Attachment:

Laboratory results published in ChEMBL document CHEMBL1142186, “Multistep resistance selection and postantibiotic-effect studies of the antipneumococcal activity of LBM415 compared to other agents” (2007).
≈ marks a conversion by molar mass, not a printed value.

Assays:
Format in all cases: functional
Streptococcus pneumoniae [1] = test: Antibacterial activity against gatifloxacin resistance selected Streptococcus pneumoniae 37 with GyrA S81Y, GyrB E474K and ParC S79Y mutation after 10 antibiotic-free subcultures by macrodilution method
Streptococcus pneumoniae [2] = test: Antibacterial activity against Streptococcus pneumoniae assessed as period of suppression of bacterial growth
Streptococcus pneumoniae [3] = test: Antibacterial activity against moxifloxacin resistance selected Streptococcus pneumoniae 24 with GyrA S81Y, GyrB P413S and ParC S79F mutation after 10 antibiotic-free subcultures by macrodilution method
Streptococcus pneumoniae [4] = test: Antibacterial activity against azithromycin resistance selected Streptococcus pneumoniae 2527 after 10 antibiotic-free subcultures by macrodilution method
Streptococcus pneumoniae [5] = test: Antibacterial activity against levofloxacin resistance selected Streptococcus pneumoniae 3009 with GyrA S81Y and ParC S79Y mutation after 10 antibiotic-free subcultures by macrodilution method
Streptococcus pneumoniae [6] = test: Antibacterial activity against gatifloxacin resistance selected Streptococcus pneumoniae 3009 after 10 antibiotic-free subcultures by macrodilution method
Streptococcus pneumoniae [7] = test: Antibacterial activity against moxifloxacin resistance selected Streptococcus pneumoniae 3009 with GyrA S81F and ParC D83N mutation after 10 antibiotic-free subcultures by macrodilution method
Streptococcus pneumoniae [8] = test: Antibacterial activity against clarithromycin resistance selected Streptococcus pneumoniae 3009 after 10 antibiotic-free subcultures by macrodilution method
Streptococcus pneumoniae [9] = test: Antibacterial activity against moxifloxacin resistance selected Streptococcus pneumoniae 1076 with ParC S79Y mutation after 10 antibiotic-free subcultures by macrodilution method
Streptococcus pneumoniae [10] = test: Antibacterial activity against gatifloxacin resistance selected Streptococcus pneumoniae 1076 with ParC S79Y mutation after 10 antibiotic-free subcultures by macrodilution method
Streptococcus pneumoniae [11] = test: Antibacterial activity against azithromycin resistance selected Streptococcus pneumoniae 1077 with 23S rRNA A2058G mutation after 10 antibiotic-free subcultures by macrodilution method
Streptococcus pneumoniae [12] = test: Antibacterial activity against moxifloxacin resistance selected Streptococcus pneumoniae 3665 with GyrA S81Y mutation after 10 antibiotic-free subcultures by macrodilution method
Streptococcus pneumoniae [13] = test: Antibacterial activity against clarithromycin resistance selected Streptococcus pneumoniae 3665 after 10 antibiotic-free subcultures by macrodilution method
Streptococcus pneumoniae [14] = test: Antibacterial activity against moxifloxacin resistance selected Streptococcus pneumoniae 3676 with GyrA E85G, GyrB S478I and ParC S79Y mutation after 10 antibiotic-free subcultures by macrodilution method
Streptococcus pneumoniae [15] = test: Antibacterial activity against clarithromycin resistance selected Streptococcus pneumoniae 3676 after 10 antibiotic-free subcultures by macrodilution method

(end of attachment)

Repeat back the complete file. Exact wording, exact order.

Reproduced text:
Laboratory results published in ChEMBL document CHEMBL1142186, “Multistep resistance selection and postantibiotic-effect studies of the antipneumococcal activity of LBM415 compared to other agents” (2007).
≈ marks a conversion by molar mass, not a printed value.

Assays:
Format in all cases: functional
Streptococcus pneumoniae [1] = test: Antibacterial activity against gatifloxacin resistance selected Streptococcus pneumoniae 37 with GyrA S81Y, GyrB E474K and ParC S79Y mutation after 10 antibiotic-free subcultures by macrodilution method
Streptococcus pneumoniae [2] = test: Antibacterial activity against Streptococcus pneumoniae assessed as period of suppression of bacterial growth
Streptococcus pneumoniae [3] = test: Antibacterial activity against moxifloxacin resistance selected Streptococcus pneumoniae 24 with GyrA S81Y, GyrB P413S and ParC S79F mutation after 10 antibiotic-free subcultures by macrodilution method
Streptococcus pneumoniae [4] = test: Antibacterial activity against azithromycin resistance selected Streptococcus pneumoniae 2527 after 10 antibiotic-free subcultures by macrodilution method
Streptococcus pneumoniae [5] = test: Antibacterial activity against levofloxacin resistance selected Streptococcus pneumoniae 3009 with GyrA S81Y and ParC S79Y mutation after 10 antibiotic-free subcultures by macrodilution method
Streptococcus pneumoniae [6] = test: Antibacterial activity against gatifloxacin resistance selected Streptococcus pneumoniae 3009 after 10 antibiotic-free subcultures by macrodilution method
Streptococcus pneumoniae [7] = test: Antibacterial activity against moxifloxacin resistance selected Streptococcus pneumoniae 3009 with GyrA S81F and ParC D83N mutation after 10 antibiotic-free subcultures by macrodilution method
Streptococcus pneumoniae [8] = test: Antibacterial activity against clarithromycin resistance selected Streptococcus pneumoniae 3009 after 10 antibiotic-free subcultures by macrodilution method
Streptococcus pneumoniae [9] = test: Antibacterial activity against moxifloxacin resistance selected Streptococcus pneumoniae 1076 with ParC S79Y mutation after 10 antibiotic-free subcultures by macrodilution method
Streptococcus pneumoniae [10] = test: Antibacterial activity against gatifloxacin resistance selected Streptococcus pneumoniae 1076 with ParC S79Y mutation after 10 antibiotic-free subcultures by macrodilution method
Streptococcus pneumoniae [11] = test: Antibacterial activity against azithromycin resistance selected Streptococcus pneumoniae 1077 with 23S rRNA A2058G mutation after 10 antibiotic-free subcultures by macrodilution method
Streptococcus pneumoniae [12] = test: Antibacterial activity against moxifloxacin resistance selected Streptococcus pneumoniae 3665 with GyrA S81Y mutation after 10 antibiotic-free subcultures by macrodilution method
Streptococcus pneumoniae [13] = test: Antibacterial activity against clarithromycin resistance selected Streptococcus pneumoniae 3665 after 10 antibiotic-free subcultures by macrodilution method
Streptococcus pneumoniae [14] = test: Antibacterial activity against moxifloxacin resistance selected Streptococcus pneumoniae 3676 with GyrA E85G, GyrB S478I and ParC S79Y mutation after 10 antibiotic-free subcultures by macrodilution method
Streptococcus pneumoniae [15] = test: Antibacterial activity against clarithromycin resistance selected Streptococcus pneumoniae 3676 after 10 antibiotic-free subcultures by macrodilution method